Researchers tout super-strong transparent plastic

Researchers at the University of Michigan look to have made a fairly significant advance in the oft-explored field of plastics, with them now showing off a sheet of plastic that's not only transparent, but as "strong as steel." That impressive feat was apparently made possible by "mimicking a brick-and-mortar molecular structure found in seashells" or, more specifically, by mixing layers of clay nanosheets with a water-soluble polymer solution. That combination also apparently gave rise to what the researchers call the "velcro effect," which allows any bonds that are broken to be reformed quickly, further adding to the materials strength. What's more, to handle the tedious task of actually building the material, the researchers employed their very own robotic arm, which meticulously pieced together each layer of polymer and clay nanosheets, with 300 of each required to make a sheet the thickness of regular plastic wrap.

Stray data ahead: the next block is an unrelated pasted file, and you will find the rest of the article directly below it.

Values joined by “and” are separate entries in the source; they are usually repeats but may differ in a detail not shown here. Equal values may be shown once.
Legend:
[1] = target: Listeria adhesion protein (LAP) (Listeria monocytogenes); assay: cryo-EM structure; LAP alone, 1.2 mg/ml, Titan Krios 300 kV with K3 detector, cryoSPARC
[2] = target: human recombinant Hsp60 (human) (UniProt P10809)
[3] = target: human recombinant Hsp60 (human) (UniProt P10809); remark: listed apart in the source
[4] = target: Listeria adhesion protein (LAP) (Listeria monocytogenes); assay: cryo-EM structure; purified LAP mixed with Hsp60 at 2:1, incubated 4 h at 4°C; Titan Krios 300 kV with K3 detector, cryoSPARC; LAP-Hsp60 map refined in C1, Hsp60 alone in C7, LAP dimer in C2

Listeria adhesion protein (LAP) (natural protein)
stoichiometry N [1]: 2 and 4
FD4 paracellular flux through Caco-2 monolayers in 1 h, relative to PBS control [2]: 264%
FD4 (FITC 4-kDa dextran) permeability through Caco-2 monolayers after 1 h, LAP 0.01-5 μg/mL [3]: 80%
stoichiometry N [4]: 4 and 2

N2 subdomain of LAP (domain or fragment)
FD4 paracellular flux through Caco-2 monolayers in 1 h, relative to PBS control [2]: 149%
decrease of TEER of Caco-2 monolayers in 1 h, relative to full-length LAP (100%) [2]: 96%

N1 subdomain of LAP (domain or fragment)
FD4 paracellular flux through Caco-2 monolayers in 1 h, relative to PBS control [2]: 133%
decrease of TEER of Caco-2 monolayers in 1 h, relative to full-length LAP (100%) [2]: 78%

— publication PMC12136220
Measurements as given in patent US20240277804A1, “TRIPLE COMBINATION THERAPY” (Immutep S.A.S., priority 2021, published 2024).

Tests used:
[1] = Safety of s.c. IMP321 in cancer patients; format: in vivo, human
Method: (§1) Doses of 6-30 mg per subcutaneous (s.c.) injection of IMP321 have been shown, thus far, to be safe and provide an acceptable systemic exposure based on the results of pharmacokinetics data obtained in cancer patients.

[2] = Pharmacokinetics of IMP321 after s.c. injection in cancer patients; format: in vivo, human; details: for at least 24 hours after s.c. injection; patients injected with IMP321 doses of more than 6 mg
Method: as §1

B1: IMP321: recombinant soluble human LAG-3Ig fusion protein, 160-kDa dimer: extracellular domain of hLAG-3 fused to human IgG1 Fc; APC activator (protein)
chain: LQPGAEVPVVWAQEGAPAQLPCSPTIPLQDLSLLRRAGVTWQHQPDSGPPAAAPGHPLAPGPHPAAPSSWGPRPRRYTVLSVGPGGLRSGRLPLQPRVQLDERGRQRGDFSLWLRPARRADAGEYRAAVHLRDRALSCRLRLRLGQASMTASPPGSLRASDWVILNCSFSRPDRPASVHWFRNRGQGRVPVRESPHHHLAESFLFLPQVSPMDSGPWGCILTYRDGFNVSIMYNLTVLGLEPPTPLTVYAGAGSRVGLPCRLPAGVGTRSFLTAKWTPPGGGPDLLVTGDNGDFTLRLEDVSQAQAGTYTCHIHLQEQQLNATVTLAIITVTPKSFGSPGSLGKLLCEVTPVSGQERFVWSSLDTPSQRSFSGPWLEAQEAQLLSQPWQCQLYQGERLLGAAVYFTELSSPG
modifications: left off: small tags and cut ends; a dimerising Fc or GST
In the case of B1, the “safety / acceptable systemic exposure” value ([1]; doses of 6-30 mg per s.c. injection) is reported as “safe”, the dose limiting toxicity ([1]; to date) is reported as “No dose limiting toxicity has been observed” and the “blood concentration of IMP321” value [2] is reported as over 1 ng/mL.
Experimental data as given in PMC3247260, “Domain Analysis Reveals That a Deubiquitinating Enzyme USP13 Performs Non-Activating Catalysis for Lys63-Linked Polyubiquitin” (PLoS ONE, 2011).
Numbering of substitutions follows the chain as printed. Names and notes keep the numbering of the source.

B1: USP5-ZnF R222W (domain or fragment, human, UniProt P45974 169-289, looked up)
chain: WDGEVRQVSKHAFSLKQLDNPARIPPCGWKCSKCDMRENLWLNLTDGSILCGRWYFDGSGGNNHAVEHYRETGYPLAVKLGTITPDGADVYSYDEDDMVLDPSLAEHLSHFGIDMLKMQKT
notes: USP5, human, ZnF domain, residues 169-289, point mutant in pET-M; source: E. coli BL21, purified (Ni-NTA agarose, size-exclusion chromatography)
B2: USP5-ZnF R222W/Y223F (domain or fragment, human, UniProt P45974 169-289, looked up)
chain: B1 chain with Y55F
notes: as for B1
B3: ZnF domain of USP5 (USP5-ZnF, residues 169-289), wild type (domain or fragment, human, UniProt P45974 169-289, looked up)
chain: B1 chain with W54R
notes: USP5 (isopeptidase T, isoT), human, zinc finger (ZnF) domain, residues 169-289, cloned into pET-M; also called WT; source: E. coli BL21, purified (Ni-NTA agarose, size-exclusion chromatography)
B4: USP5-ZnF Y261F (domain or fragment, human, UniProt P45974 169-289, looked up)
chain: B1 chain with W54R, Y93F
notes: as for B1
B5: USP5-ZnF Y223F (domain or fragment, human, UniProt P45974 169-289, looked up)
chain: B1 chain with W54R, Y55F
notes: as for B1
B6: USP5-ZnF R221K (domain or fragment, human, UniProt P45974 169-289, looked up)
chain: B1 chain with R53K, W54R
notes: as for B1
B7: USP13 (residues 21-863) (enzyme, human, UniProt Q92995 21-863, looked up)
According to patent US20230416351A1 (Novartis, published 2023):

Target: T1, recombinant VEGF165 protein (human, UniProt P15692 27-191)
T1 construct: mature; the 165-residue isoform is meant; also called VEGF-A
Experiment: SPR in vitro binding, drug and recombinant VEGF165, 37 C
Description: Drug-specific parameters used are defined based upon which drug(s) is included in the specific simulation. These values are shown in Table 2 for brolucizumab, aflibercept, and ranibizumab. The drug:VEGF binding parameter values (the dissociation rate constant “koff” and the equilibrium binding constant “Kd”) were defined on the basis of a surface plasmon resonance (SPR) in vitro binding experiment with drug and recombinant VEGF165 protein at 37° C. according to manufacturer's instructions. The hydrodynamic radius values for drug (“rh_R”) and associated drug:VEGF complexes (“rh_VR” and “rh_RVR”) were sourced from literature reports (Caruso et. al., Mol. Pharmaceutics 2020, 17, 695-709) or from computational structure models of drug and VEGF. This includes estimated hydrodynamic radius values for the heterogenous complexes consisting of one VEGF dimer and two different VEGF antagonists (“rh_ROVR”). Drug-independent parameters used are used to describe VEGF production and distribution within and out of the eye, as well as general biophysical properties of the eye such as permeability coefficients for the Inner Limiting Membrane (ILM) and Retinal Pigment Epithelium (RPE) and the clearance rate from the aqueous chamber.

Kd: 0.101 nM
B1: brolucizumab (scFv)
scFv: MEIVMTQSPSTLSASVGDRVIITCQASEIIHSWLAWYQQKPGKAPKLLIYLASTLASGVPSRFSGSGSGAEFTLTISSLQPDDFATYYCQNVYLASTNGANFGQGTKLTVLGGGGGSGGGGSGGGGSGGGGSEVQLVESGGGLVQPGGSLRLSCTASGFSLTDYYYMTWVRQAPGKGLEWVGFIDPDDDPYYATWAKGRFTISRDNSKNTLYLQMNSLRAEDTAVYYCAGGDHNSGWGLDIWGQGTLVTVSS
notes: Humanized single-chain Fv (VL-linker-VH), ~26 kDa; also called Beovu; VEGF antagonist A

[Via Digg, photo courtesy of Cosmos/University of Michigan]